The conflict began in 1910.
From then until the end of World War II, the Korean Peninsula was under the control of Imperial Japan.
Immediately after liberation, a division was created between the northern and southern regions effectively establishing two different governments.
South Korea has aged into a flourishing metropolis while the other region remains elusive.
North Korea, or the Democratic People’s Republic of Korea, is not an easy country to enter. The landlocked state is often strict and visits remain limited. Nevertheless, the very few who have entered share their stories, and consider exploring the territory to be a noteworthy experience.
As with any other destination, it should be a well-observed rule to respect the state laws and be mindful of your actions. In North Korea, it’s best to travel in a group with your respective tour guides. Should you be one of the chosen few who get to explore Joseon or are simply curious, here is a rundown of the sights and places to visit, as described and witnessed by those who’ve entered before.
To the East and West of the Taedong River
On the main road stands a grand structure built for nobility and closed off to the public. This mansion is Residence no. 55, located in the Ryongsong district of the country’s capital Pyongyang.
Current leader Kim Jong-un’s official residence has a myriad of facilities, with a state-of-the-art banquet hall, spa facility, track and field area, horse stables and race tracks as well as a swimming pool with a gigantic slide. Further adding to the palace is a man-made lake, shooting range, and an underground station exclusively for his own use.
Another notable sight along the roads of Pyongyang are the Traffic Girls. The army-uniformed traffic officials are beautiful women in their late teens to early 20’s and made to retire at the age of 26. The women are carefully selected in terms of beauty and must be at least 5”4. Aside from implementing traffic, the officials are expected to remain single during the duration of their service.
The first stop: the Tower of the Juche Ideology, known simply as Juche Tower. Built on the banks of the Taedong River, the tower was exists to commemorate Kim Il-Sung’s 70th birthday and named after the ideology the former leader built the nation around.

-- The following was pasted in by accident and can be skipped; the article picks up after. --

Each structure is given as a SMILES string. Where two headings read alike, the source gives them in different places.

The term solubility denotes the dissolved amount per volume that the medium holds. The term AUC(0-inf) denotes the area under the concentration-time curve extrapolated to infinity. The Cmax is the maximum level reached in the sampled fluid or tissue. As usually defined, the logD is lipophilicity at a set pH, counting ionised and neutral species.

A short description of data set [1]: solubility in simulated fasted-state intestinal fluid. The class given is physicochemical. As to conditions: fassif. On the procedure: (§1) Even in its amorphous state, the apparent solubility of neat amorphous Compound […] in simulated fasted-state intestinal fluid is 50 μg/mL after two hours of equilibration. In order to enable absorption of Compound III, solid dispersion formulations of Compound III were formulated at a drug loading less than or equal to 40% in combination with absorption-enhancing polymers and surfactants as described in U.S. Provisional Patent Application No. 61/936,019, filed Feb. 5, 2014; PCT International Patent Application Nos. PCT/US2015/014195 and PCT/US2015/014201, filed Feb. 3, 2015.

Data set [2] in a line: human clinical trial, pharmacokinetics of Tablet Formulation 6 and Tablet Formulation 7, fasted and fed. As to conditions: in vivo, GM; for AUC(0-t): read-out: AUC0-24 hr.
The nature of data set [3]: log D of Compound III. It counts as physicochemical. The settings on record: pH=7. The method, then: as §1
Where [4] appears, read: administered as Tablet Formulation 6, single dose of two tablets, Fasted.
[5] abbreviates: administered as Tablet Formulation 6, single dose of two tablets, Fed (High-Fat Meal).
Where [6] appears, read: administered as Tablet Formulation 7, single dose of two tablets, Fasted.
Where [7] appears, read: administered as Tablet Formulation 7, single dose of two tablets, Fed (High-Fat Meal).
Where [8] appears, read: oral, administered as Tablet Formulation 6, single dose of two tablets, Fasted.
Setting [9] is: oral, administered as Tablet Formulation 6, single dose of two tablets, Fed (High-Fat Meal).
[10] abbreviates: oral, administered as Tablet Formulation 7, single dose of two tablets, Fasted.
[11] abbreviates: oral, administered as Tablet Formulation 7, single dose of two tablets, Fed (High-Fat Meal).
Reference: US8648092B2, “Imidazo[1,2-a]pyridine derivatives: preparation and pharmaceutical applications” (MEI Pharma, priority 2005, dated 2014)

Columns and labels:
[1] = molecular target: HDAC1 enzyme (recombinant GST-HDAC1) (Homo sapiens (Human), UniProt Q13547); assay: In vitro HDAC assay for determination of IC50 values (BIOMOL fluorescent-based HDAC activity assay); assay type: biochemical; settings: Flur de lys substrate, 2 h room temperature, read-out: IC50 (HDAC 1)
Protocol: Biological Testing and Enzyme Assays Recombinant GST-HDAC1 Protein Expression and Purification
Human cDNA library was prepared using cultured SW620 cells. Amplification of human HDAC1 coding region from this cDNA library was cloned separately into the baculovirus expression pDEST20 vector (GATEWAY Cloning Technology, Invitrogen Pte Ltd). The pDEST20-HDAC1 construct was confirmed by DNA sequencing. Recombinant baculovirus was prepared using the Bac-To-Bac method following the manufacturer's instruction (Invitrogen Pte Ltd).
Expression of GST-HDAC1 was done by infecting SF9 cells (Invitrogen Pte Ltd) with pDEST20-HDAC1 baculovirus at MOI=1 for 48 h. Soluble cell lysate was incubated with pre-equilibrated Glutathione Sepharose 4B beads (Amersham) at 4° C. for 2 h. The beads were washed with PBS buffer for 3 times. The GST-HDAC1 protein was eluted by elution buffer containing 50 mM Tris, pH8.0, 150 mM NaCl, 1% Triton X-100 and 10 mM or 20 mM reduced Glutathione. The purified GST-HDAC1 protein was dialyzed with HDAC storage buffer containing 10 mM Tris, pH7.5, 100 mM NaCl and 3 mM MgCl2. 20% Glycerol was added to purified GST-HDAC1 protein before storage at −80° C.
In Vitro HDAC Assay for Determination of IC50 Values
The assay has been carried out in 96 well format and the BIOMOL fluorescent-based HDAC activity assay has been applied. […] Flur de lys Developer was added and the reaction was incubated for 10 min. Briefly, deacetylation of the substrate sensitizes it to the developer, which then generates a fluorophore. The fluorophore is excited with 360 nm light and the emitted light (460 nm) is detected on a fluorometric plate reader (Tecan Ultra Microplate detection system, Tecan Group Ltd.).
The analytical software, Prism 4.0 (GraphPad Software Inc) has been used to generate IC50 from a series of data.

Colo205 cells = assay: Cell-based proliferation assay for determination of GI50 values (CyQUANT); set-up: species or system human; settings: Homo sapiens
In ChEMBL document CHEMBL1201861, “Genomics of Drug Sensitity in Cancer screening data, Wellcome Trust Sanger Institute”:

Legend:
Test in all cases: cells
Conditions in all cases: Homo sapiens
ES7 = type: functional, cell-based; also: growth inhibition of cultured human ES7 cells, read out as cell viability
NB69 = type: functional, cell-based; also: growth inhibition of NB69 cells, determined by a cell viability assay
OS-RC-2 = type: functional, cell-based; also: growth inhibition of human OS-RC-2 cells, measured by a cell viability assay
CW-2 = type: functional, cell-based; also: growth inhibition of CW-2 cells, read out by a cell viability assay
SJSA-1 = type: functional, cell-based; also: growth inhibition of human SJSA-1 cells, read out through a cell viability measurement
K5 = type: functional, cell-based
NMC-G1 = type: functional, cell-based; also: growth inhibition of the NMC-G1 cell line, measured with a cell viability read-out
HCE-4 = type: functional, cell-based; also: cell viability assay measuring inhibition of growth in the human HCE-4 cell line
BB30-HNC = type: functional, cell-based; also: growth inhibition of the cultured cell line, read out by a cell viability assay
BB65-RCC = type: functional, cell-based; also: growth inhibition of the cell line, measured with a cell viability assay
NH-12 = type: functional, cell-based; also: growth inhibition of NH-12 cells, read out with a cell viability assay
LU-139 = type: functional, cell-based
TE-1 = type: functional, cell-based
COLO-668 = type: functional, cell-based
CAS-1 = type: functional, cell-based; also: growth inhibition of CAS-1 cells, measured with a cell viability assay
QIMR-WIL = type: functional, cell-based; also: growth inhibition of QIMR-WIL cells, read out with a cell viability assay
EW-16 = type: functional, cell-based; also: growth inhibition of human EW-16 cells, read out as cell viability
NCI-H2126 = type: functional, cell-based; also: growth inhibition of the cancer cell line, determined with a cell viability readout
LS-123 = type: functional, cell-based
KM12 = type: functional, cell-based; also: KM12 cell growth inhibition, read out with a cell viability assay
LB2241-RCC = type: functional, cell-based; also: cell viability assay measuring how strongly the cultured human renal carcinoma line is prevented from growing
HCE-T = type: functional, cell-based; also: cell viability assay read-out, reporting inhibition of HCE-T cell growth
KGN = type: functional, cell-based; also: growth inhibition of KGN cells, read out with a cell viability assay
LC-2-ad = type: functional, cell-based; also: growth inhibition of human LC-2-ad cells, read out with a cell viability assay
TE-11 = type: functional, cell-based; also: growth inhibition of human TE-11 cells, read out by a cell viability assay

Juche is the belief in “self-reliance” to lead towards a strong and independent nation. The monolithic structure consists of 25,550 blocks, with every block representing a day of Kim Il-Sung’s life. On top of the tower sits a red light that is always lit, and a viewing deck that offers a wide view of the city.
Juche Tower is situated east of the Taedong River, while on the west side stands Kim Il-Sung Square, the country’s central square. The Square’s main feature is the Grand People’s Study House, the largest library in the country complete with lecture halls, computer rooms, and study materials that any North Korean over 17 can access.
The building is constructed in the style of old-fashioned Korean architecture, and contains over thousands of books; some of which are written by Kim Il-Sung and his son, Kim Jong-il.
North Korea’s Depiction of Greatness and Power
Sitting atop Moran Hill is the Arch of Triumph. The white granite structure was designed after the Arc de Triomphe of France, and commemorates Korea’s fight for independence against Imperial Japan, as well as a celebration of their leader Kim Il-Sung’s achievements.
The arch is 200 feet tall, with an accessible observation deck and elevator. Written on the top of the structure is the inscription “Song of General Kim Il-sung.”
Another commemorative structure is the Monument to Party Founding, found in Pyongyang’s Taedonggang district. The monument is composed of three hands, each holding a symbol: a hammer, sickle, and calligraphy brush symbolizing the workers, farmers, and intellectuals as a way to commemorate the 50th founding anniversary of the Workers’ Party of Korea.
Flanking the monument are two symmetrical residential buildings with the words “ever-victorious” written on top. Spend your time walking through the grounds of the adjoining plaza and park in front of the monument.
Lastly, visit the 20-meter tall bronze statues of Kim Il-sung and Kim Jong-il found in front of the Korean Revolution Museum. The two statues are at the center of the complex of monuments collectively known as the Grand Monument on Mansu Hill, with 229 figures meant to depict the revolutionary struggle of Korea.
Behind the two statues is a large mural of Mount Paektu, a sacred mountain to North Korea. When visiting the site, tourists are expected to bow and leave flowers as a sign of respect. End your day with some leisurely relaxation at the Samilpo Lake Pavilion in the Kangwon Province. Bird watchers will enjoy the different types of bird species found in the area, as well as the serenity and fresh air that everyone can enjoy.
The Elusive North
Not much is known about the country north of the Korean Peninsula, and what little information we can gather from the internet doesn’t paint the entire picture. Travel has always been a means to learn and explore other cultures; our experiences shape who we are and enrich our worldview when we see the stark difference between different parts of the globe.
Summer is gone, and I’m glad to have made the most of mine. Join me in waving goodbye to the season and seeing the raindrops splash in.